• This policy is established as a guide by the University to ensure that all who act in the University’s name will do so in accordance with high ethical standards. However, where an amicable resolution of a conflict of interest fails, the matter shall be resolved as provided for in this policy.

5.3 Disclosure of Potential Conflicts

Individuals and groups covered by this policy must submit a written report prior to undertaking any commitment that may conflict or appear to conflict with their primary commitment to the University. This disclosure is not intended to place specific restrictions on outside commitments but only to indicate where a report must be made to avoid conflict of interests. Disclosure by a written report is the best preventive measure to avoid any real or apparent conflict between the primary obligations of the staff and any other competing commitment. Disclosure is a continuing obligation and must therefore be updated if conflict of interest arises when an on-going relationship with an outside party changes.

Commitments Requiring Review and Written Approval

A specific case of conflict of interest may arise from a member of staff’s relationship with an outside party that transacts business with the University. Such relationships might influence the conduct of University business with the third party or the conduct of research within the University. A conflict of interest may arise when individuals and groups covered by this policy have special relationships as consultants, advisers, owners or shareholders in an outside organization undertaking business with the University. Individuals and groups covered by this policy must disclose to the University such relationships prior to the University’s going into contract with the third party.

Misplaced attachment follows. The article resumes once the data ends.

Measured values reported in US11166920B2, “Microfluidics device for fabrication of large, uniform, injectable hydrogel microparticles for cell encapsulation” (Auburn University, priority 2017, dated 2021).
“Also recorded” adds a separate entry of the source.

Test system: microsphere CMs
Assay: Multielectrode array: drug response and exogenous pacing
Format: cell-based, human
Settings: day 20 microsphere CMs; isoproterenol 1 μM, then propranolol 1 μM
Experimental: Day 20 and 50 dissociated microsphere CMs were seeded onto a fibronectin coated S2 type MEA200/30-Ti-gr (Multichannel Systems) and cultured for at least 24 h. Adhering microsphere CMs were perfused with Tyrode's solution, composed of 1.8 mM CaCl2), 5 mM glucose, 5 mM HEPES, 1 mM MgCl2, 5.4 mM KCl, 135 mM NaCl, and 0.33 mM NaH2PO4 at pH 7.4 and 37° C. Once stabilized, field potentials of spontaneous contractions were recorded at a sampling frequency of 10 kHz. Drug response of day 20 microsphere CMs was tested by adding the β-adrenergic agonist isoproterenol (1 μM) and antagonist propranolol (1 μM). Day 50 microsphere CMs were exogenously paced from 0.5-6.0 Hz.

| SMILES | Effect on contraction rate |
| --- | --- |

Commitments that Involve the Use of University Facilities or Resources

A report should be made whenever the University subsidises an outside commitment by investing its resources and thus sharing in the risk of the business. This is irrespective of any financial benefit that may accrue to the University.

Commitments that Support an Outside Party’s Claim to an Intellectual Property

Individuals and groups covered by this policy must report any relationship they are contemplating or are undertaking with an outside party which intends to provide support to the outside party’s claim to an IP.

5.4 Procedure for Reporting Conflicts of Interest

The conflict of interest shall be declared in a form designated for that purpose by the IPTTO.


6.1 Principles Guiding the Commercialisation of University IP

  • As a public institution, the University is committed to serving both the public and the interests of the University community. Therefore, the following principles guide the University:
  • The primary mission of the University’s research is the generation and dissemination of knowledge. Academic freedom requires that University staff and students be free to pursue areas of study and research that may lead to new knowledge and possibly IP.
  • The development and dissemination of new knowledge, technology, or scientific procedures is a valued supplement to scholarly publications.
  • University commercialisation activities shall not inhibit the ability of University researchers to pursue research of their choice, to publish results of their work in a timely manner, and otherwise to exercise their rights of academic freedom.
  • Licensing University-owned technology to public and commercial entitiespromotes the University’s interest in the successful commercialisation of University-owned Intellectual Property. In some circumstances, a non-commercial method of distribution, such as open-source sharing of technology and licensing for humanitarian needs may be the preferred method of providing public access to and use of University IP.